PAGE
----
SPANISH RIAS

There are 4 Rias south of Finnisterre and each one has something different to offer.   After the cape our first stop was Ria de Muros where we anchored across the bay from the marina in Muros. We all enjoyed this area very much, both the anchorage and the village. As I wrote prior, we were entertained each morning with the local 2 man small fishing boats putting out their nets for 45 minutes at a time and then collecting them while singing or whistling and saying   Hello,  Hello as they came quite close to the boat. This anchorage had 3 sailboats built on Orust, Sweden, and all Swedish flagged.

Next is Ria de Arousa, which is the largest.   There are many anchorages to explore. We chose a fishing village the first evening and were only one of two sailboats anchored there.   The fishermen are VERY active and noisy in the early hours from this small harbor on the island of de Arousa. So the next morning we went a short distant to where we found a wonderful anchorage next to a sandy beach that lies between Point Barbafeita and Point Caballo. We were enjoying the wonderful sunshine and within a few minutes the whole area was completely engulfed in heavy fog.  You could not see the beach. This lasted for several hours and cleared at sunset.   Next morning awoke to fog again. We experienced this several times in the rias. It comes in fast and blows out just as fast or can lie for several hours.

 We then crossed a short distance over to Caraminal. There is a nice anchorage off the marina in front of a large beachfront.  The harbor fees are very reasonable if you chose to go into the marina. The village had a lot of offer.  Iris and I took a swim from the beach but we both decided it was much better to swim from the boat at anchor.

 We could of spent much more time in this Ria but decided to move on.  Roland received an email from a Swedish couple on their 41-foot boat lying at San Vicente (Porto Pedras Negras) and recommended that we stop there. The winds were light and in the proper direction to allow us to anchor off a large sandy beach to the open sea. We took the dingy ashore and found a marvellous boardwalk along the waterfront going west. We immediately found a café facing one of many protected swimming coves and enjoyed a Galician beer and watched the people. Walking through the small village with all the beautiful villas and manicured gardens it was obvious this was a popular vacation destination for the Spanish.  Billy and Maria on S/Y Miss Brazil, invited us to their OverSeas 40 that evening for coffee and subsequently we met up with them several times more along the way. Billy and Maria are also members of JRSK. We all voted this was a favourite and wanted to stay another day but coming winds shifts were not going to allow us to stay anchored comfortably.

Which then brought us to Ria de Pontevedra which I voted the most beautiful. So many sandy beaches, and picturesque hillsides. Our first evening took us to Bueu.  The vantage point from anchorage was lovely but once in the town it was quite boring. We recommend to anchor off the beach to the right of the commercial pier, but unless you are in need of the food shop, enjoy the stay on the boat.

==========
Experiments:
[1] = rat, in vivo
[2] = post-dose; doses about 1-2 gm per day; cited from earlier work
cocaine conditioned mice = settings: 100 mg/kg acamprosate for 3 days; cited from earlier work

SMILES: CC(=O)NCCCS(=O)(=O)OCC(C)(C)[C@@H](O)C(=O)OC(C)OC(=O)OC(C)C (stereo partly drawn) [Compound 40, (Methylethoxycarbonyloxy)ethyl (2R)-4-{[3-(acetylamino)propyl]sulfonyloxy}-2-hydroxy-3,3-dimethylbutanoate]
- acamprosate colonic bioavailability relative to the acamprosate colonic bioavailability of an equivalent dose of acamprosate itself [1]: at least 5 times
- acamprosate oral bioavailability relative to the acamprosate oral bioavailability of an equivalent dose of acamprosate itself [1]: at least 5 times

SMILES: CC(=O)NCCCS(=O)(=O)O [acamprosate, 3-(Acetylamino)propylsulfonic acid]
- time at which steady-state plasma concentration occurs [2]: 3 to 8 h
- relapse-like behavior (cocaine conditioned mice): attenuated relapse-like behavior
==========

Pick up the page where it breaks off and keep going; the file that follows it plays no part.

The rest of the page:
We then sailed to the head of the ria where we anchored for the afternoon behind isla Tambo.   The water temperature hit 23 C, so Roland decided it was now “reasonable” to swim. Combarro is just a short distance from the island and we chose to specifically see this village because of the restored fishing village of massive granite and surrounded by vineyards. We all enjoyed this experience and the photos speak for themselves. We spent 4 nights first because we liked it but also because of arriving weather. Our weather report said there would be higher winds but did not predict anything close to what actually developed. Early evening a large Spanish coast guard boat arrived and moored when the winds were around 20 knots.  We all commended “why aren’t they out helping possible distresses”? They knew something we all did not. At 01.00 the winds hit 45 knots in the marina. Every boat owner was up and adding lines and fenders. Everyone was sound asleep on the coast guard boat Medemblick.

The winds also brought rain so we took a bus trip to Santiago de Compostela and to Sanxenxo (which is a popular summer destination for the wealthy).

 

Our last stop before arriving Vigo, was Ria de Aldan which lies SE of ria de Pontevedra. This was a very protected anchorage with large beaches. You could listen to the waves washing ashore all night. This was the most crowed anchorage we had encountered thus far.

It was time to get to Vigo so Hans and Iris could catch their flight back to Sweden.

A note to fellow cruisers, during the month of August the marinas in the Rias always had availability.

 


Comments

SPANISH RIAS — 3 Comments

  1. Just returned from 2 weeks sailing along the northern Maine coast towards the Canadian border with a colleague from Uppsala. As to swimming, Ulla (Göteborg) and Örjan (Uppsala) swam whenever the water temperature was 19 C or higher while Jerry, being more fragile, waited until we found an enclosed bay where it was 21 C. This part of Maine with 12-14 foot tides twice a day seldom gets above 19 C or so with the frequent inrush of cold ocean water. But, as Ulla and Örjan said..”just like Bohuslän”.
    Met a group from Ocean Cruising Club at a rendezvous in Seal Bay, Vinalhaven…four (4) HR between 40 and 60 feet, a Najad 46 and a Malö 42 (or so)…all from UK, not a true Swede among them!!

    • Hi Jerry. Thank you for your email. Your trip sounds very nice. Iris (Göteborg) swam at 19c as well. It is only Roland who requires 23+ and to remember he is originally from Luleå.

  2. Hi Jerry,
    Yes I was forced to learn swimming in Lule Älv (river) I guess 14 C. You had to be a quick learner! Today I prefer Dry suit if under 23!!

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